|Publication number||US5113052 A|
|Application number||US 07/221,385|
|Publication date||May 12, 1992|
|Filing date||Jun 17, 1988|
|Priority date||Jun 17, 1987|
|Also published as||CA1326115C, DE3867335D1, EP0296942A1, EP0296942B1|
|Publication number||07221385, 221385, US 5113052 A, US 5113052A, US-A-5113052, US5113052 A, US5113052A|
|Original Assignee||Marcel Gabriel|
|Export Citation||BiBTeX, EndNote, RefMan|
|Patent Citations (3), Referenced by (19), Classifications (23), Legal Events (5)|
|External Links: USPTO, USPTO Assignment, Espacenet|
1. Field of the Invention
The present invention concerns a process of oven brazing in rarefied or controlled atmosphere of two pieces having very different coefficients of expansion and/or destined to be exposed to high thermic gradients.
2. Description of the Prior Art
In general, we know that in the classical oven brazing technique the pieces to be brazed are first assembled, for example with the aid of annex elements, so that the zones of contact where the brazing is to take place are pressed up against one another in their definitive positions, with the interposition of the contributing metallic compound (brazing metal) which is usually in the form of a thin plaque, brazing wire or paste, depending on the conception of the pieces to be brazed.
This assembled whole is then placed in a thermic treatment oven capable of ensuring the appropriate thermic cycle, during which the two pieces are heated to a high temperature bringing about the fusion of the contributing metallic compound which, in liquid state, can interpenetrate to a certain depth the matter constituting the two pieces around the contact zones. At the end of the cycle, the pieces undergo a cooling phase which brings about the solidification of the contributing metallic compound and the return of the whole to the ambient temperature.
To allow for the nature of the pieces to be brazed and the contributing metallic compound used, this thermic cycle can be carried out in controlled atmosphere or even in vacuum conditions, notably in view of avoiding untimely chemical reactions and, in particular, oxidisation phenomena that might jeopardize the quality of the brazing, this solution having moreover the advantage of doing without the use of a flux.
This technique is quite suitable where the two pieces to be brazed have similar coefficients of expansion. On the other hand, in the case of the two pieces having very different coefficients of expansion, differential expansion phenomena occurring around the junction zone of the two pieces may lead, in particular during the cooling phase, to detachment of the brazing, as well as deteriorations, and even to ruptures of one and/or the other of the two pieces.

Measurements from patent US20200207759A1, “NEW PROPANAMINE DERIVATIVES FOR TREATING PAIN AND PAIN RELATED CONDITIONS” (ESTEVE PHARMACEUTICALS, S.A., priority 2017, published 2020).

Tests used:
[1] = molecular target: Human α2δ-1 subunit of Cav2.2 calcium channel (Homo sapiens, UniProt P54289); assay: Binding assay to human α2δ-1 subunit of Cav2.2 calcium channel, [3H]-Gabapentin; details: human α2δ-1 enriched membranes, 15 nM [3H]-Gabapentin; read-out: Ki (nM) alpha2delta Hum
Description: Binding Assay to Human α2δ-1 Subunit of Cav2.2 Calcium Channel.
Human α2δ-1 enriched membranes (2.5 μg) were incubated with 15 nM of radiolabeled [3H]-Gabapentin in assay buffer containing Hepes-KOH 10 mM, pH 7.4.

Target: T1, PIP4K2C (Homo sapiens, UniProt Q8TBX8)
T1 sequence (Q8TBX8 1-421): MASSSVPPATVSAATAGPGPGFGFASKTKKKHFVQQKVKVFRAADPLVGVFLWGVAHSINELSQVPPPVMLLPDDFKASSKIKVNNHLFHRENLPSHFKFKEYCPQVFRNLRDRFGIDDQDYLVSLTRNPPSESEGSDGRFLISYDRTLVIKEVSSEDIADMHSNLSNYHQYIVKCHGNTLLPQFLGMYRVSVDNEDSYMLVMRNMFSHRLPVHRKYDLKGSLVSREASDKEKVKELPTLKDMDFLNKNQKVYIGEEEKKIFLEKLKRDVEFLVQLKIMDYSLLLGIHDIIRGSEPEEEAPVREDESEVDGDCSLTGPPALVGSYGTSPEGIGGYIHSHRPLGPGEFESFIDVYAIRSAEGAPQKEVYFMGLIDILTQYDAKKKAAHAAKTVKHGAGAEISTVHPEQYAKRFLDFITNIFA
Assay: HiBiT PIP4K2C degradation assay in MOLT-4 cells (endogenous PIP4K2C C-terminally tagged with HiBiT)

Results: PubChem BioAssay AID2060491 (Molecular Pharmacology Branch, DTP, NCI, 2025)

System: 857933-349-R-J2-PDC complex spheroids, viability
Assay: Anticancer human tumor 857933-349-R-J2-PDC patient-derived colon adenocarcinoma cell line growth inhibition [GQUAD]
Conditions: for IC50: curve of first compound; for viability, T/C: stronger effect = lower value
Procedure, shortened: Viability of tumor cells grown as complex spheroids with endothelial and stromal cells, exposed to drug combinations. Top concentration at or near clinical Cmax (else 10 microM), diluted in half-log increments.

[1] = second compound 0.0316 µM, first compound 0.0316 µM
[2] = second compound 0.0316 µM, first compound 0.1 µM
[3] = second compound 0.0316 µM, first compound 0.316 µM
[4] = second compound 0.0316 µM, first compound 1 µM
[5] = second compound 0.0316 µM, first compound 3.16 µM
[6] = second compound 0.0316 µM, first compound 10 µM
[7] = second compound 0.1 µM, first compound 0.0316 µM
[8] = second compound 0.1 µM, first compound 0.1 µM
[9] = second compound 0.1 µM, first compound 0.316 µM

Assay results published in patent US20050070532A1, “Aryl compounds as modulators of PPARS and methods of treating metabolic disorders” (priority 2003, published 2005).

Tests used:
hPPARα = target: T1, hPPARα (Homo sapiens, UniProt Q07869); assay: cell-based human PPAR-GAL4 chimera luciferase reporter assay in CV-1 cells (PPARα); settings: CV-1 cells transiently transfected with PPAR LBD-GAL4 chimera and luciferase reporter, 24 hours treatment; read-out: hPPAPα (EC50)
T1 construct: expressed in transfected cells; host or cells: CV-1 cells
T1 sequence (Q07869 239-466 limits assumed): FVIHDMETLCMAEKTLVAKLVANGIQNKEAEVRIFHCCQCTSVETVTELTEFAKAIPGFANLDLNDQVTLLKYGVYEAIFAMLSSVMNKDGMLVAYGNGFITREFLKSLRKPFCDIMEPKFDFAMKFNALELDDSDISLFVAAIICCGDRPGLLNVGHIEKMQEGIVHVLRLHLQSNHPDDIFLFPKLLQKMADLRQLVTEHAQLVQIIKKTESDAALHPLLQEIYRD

Of course, these faults may also become manifest in the case of the two pieces, once brazed, being exposed to high rises in temperature.
Similarly, these phenomena of differential expansion can come into play in the case of two pieces having similar coefficients of expansion being exposed, subsequent to brazing, to different temperatures.
This is notably the case of certain elements used in thermic exchangers that are made of two pieces joined together by brazing, one piece being heated to high temperature while the other is constantly cooled.
More particularly then, the aim of the invention is to do away with these drawbacks, in particular in the case of the brazing of a piece of a material with a low coefficient of expansion such as graphite, a ceramic or even a metal surfaced with a ceramic, and a piece with a high coefficient of expansion, of a metallic or non-metallic material, that may be brazed or be surfaced with a coating enabling brazing, and resisting to the temperature at which the brazing must be carried out, for example a temperature around or upwards of 800° C.
The invention process consists is inserting, between the junction zones where the brazing is to be done, a thin plaque or strip of a refractory metal such as molybdenum, tantalum, hafnium, zirconium, niobium, tungsten or an alloy including at least one of these elements.
In this case, the contributing metallic compound (brazing metal) is placed between the plaque or strip of refractory metal and the junction zones of the two pieces where the brazing is to be done.
As a result, the aforesaid plaque or strip of refractory metal enables the reconciliation of the thermic constraints between these two pieces. Moreover, since this plaque or strip has a coefficient of expansion intermediate to those of the two pieces, it constitutes a transition zone that reduces the effects of differential expansion between the two pieces.
Furthermore, it constitutes a barrier that enables to avoid the formation of eutectics between the materials constituting the two pieces in the case of a rise in temperature.
Another advantage is that the invention process may comprise a prior surface treatment of the junction zone of the piece having the higher coefficient of expansion.
Thus, the junction zone of the piece having the higher coefficient of expansion may be coated beforehand with a surfacing of copper, for example by physical vapour deposit (PVD) or by means of electrolysis.
This surfacing treatment aims, on the one hand, at increasing the wettability of the brazing on the surface of the pieces to be brazed, and, on the other hand, at protecting the surfaces to be brazed against possible oxidisations that may threaten during the brazing cycle.
In the case of specific applications, a coating such as gold, platinum, palladium, silver, lithium, germanium (or alloys containing these metals) will be used.
One or several plaques or strips of different materials, for example of copper or of titanium, will be inserted between the piece having received the prior surfacing treatment and the plaque(s) or strip(s) of refractory metal.